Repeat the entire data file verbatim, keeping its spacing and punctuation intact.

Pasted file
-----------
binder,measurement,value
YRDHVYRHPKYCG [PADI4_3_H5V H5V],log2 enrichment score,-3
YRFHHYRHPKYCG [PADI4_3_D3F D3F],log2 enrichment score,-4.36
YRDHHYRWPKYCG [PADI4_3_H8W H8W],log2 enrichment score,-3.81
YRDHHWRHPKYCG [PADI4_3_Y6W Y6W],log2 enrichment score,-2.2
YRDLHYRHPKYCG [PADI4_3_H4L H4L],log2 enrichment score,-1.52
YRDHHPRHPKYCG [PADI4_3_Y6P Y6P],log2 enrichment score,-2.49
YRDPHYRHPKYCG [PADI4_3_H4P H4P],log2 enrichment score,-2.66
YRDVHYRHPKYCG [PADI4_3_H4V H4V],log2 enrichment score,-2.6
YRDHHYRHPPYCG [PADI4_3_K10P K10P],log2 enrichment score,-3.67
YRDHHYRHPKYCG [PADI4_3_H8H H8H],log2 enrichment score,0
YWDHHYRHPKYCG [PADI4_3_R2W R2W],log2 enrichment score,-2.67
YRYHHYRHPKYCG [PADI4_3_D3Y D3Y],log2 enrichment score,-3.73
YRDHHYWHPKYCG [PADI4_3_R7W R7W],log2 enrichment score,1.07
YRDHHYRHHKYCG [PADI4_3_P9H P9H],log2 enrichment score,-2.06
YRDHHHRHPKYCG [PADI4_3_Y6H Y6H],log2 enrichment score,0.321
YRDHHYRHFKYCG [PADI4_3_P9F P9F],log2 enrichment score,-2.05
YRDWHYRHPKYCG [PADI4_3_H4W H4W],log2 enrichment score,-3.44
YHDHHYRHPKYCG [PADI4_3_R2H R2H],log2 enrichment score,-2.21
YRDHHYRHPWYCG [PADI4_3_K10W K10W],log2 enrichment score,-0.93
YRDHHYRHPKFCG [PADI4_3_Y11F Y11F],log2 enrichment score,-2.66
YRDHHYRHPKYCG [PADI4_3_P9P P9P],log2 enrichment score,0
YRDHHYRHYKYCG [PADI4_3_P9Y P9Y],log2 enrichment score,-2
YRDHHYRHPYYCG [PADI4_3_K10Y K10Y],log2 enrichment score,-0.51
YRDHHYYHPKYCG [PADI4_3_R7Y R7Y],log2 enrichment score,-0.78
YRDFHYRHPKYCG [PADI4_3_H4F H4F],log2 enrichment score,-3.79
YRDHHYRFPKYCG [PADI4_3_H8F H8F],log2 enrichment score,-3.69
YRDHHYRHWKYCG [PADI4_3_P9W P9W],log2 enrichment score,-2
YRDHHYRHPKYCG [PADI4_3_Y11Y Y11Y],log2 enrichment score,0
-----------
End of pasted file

binder,measurement,value
YRDHVYRHPKYCG [PADI4_3_H5V H5V],log2 enrichment score,-3
YRFHHYRHPKYCG [PADI4_3_D3F D3F],log2 enrichment score,-4.36
YRDHHYRWPKYCG [PADI4_3_H8W H8W],log2 enrichment score,-3.81
YRDHHWRHPKYCG [PADI4_3_Y6W Y6W],log2 enrichment score,-2.2
YRDLHYRHPKYCG [PADI4_3_H4L H4L],log2 enrichment score,-1.52
YRDHHPRHPKYCG [PADI4_3_Y6P Y6P],log2 enrichment score,-2.49
YRDPHYRHPKYCG [PADI4_3_H4P H4P],log2 enrichment score,-2.66
YRDVHYRHPKYCG [PADI4_3_H4V H4V],log2 enrichment score,-2.6
YRDHHYRHPPYCG [PADI4_3_K10P K10P],log2 enrichment score,-3.67
YRDHHYRHPKYCG [PADI4_3_H8H H8H],log2 enrichment score,0
YWDHHYRHPKYCG [PADI4_3_R2W R2W],log2 enrichment score,-2.67
YRYHHYRHPKYCG [PADI4_3_D3Y D3Y],log2 enrichment score,-3.73
YRDHHYWHPKYCG [PADI4_3_R7W R7W],log2 enrichment score,1.07
YRDHHYRHHKYCG [PADI4_3_P9H P9H],log2 enrichment score,-2.06
YRDHHHRHPKYCG [PADI4_3_Y6H Y6H],log2 enrichment score,0.321
YRDHHYRHFKYCG [PADI4_3_P9F P9F],log2 enrichment score,-2.05
YRDWHYRHPKYCG [PADI4_3_H4W H4W],log2 enrichment score,-3.44
YHDHHYRHPKYCG [PADI4_3_R2H R2H],log2 enrichment score,-2.21
YRDHHYRHPWYCG [PADI4_3_K10W K10W],log2 enrichment score,-0.93
YRDHHYRHPKFCG [PADI4_3_Y11F Y11F],log2 enrichment score,-2.66
YRDHHYRHPKYCG [PADI4_3_P9P P9P],log2 enrichment score,0
YRDHHYRHYKYCG [PADI4_3_P9Y P9Y],log2 enrichment score,-2
YRDHHYRHPYYCG [PADI4_3_K10Y K10Y],log2 enrichment score,-0.51
YRDHHYYHPKYCG [PADI4_3_R7Y R7Y],log2 enrichment score,-0.78
YRDFHYRHPKYCG [PADI4_3_H4F H4F],log2 enrichment score,-3.79
YRDHHYRFPKYCG [PADI4_3_H8F H8F],log2 enrichment score,-3.69
YRDHHYRHWKYCG [PADI4_3_P9W P9W],log2 enrichment score,-2
YRDHHYRHPKYCG [PADI4_3_Y11Y Y11Y],log2 enrichment score,0